City of New Rochelle v New York State Pub. Empl. Relations Bd., 2012 NY Slip Op 08860, Appellate Division, Third Department
The City of New Rochelle and the Police Association of New Rochelle [PBA] entered into a stipulation of settlement to resolve the improper practice charge that the PBA had filed with PERB concerning “special duty details.” The stipulation set out the terms and conditions resolving the improper practice charge and included a provision that such "[a]greement and its subject matter [would] not be subject to the grievance and/or arbitration procedures contained in [the] collective bargaining agreement between [the City] and the [PBA], it would] be enforceable in a court of competent jurisdiction."
When the City entered into a written agreement with the New Rochelle Superior Officers' Association [SOA] allowing sergeants and lieutenants to work special duty details, the PBA, claiming that special duty details had previously been performed exclusively by its members, filed another improper practice charge with PERB.
The City, contending that the improper practice charge had its genesis in a contractual dispute earlier resolved with the stipulation between the City and the PBA, argued that PERB lacked subject matter jurisdiction.
A PERB Administrative Law Judge found that PERB did have jurisdiction over the underlying charge and, further, that the City had engaged in an improper practice when it unilaterally transferred exclusive bargaining unit work to nonunit employees. PERB affirmed the ALJ's decision and the City file initiated a CPLR Article 78 action challenging PERB’s determination.
The Appellate Division, noting that the City, as a public employer, is required to negotiate in good faith with the PBA regarding the terms and conditions of its members' employment said that Civil Service Law §205(5)(d) “makes clear that PERB ‘shall not have authority to enforce an agreement between an employer and an employee organization and shall not exercise jurisdiction over an alleged violation of such an agreement that would not otherwise constitute an improper employer or employee organization practice,’ and an ‘agreement,’ for purposes of the statute, includes collective bargaining agreements.”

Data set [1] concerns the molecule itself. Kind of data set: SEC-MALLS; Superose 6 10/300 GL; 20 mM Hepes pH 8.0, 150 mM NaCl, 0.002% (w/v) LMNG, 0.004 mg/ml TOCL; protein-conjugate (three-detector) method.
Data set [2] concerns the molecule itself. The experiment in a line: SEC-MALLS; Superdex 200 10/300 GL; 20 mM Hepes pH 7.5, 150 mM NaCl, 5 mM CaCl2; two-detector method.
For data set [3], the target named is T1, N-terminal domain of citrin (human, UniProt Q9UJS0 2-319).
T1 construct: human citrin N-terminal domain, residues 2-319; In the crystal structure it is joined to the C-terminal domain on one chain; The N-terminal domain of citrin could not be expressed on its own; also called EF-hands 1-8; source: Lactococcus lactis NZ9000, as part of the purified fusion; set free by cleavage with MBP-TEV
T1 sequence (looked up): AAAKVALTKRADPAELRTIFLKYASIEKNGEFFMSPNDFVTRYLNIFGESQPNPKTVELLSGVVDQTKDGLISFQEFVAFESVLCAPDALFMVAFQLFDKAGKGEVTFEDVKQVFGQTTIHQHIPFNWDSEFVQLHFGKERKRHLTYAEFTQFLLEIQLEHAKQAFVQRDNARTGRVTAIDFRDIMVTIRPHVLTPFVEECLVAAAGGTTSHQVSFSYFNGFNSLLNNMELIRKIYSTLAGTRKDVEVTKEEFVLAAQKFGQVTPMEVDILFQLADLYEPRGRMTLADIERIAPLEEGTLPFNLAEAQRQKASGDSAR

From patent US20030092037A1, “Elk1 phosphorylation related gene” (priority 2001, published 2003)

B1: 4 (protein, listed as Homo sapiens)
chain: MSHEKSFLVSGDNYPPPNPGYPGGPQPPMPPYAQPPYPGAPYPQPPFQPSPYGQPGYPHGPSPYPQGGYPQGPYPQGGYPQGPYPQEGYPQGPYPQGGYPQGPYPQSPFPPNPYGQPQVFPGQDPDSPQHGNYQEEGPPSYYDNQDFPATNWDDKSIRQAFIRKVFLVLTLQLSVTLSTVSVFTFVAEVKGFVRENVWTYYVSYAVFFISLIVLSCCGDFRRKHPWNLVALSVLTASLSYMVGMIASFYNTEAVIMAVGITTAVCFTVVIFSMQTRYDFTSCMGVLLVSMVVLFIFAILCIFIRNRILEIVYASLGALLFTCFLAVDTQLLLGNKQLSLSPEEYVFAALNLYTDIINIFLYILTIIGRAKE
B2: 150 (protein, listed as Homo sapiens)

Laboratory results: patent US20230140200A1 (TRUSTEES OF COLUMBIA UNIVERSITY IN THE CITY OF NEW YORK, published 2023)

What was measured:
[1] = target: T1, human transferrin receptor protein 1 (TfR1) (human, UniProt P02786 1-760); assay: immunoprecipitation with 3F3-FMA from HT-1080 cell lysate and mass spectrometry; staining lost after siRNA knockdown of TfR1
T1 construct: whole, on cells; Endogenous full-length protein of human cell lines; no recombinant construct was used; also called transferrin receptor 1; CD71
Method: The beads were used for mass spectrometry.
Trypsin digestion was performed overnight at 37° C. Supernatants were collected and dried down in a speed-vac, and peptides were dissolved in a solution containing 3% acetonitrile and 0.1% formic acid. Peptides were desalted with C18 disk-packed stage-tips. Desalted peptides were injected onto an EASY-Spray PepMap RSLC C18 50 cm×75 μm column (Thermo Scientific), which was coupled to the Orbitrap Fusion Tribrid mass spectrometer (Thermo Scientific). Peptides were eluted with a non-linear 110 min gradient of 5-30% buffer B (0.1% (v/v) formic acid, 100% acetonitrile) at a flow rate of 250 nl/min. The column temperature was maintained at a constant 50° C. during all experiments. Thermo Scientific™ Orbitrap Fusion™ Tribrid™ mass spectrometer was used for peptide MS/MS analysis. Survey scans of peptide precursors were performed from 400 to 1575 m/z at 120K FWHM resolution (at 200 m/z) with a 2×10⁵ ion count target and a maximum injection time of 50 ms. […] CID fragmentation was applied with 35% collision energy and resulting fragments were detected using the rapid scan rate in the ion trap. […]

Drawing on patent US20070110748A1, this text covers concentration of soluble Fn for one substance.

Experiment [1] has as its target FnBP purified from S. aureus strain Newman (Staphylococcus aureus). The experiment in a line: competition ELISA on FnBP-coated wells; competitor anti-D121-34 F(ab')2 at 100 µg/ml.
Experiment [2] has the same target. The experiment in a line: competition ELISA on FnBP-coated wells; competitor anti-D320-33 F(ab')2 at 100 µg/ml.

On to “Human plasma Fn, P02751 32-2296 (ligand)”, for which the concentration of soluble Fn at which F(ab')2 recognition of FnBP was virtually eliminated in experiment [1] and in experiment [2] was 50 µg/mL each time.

Further, said the court, “PERB "has consistently interpreted [Civil Service Law §205 (5)(d)] to deprive it of jurisdiction over failure-to-negotiate improper practice charges when the underlying disputes are essentially contractual, in favor of resolving the dispute through the parties' grievance-arbitration machinery, or resort to the courts."
PERB, however, had rejected the City’s jurisdictional defense based on its earlier stipulation of settlement with the PBA, holding that while the stipulation addressed the issue of eligibility for special duty details did not expressly speak to the issue of the exclusivity of such assignments being vested in PBA unit members.
The Appellate Division disagreed, holding that PERB's own prior decisions make it clear that "[a] jurisdictional issue can be raised . . . even if the agreement [at issue] does not address specifically the particular allegations of the improper practice charge if the agreement is a source of right to the charging party with respect to the subject matter of the charge."
Accordingly, said the court, it was satisfied that the stipulation of settlement provides "a reasonably arguable source of right with respect to the subject matter of the [underlying improper practice] charge" -- even in the absence of an express reference to the issue of exclusivity and thus "PERB erred in summarily dismissing the City's jurisdictional defense and reaching the merits of the dispute."
The Appellate Division annulled PERB’s determination and remitted the matter to it for its consideration of whether the improper practice charged should be summarily dismissed at this juncture or, alternatively, conditionally dismissed pending judicial resolution of the underlying contractual dispute.
The decision is posted on the Internet at:
Mitchell H. Rubinstein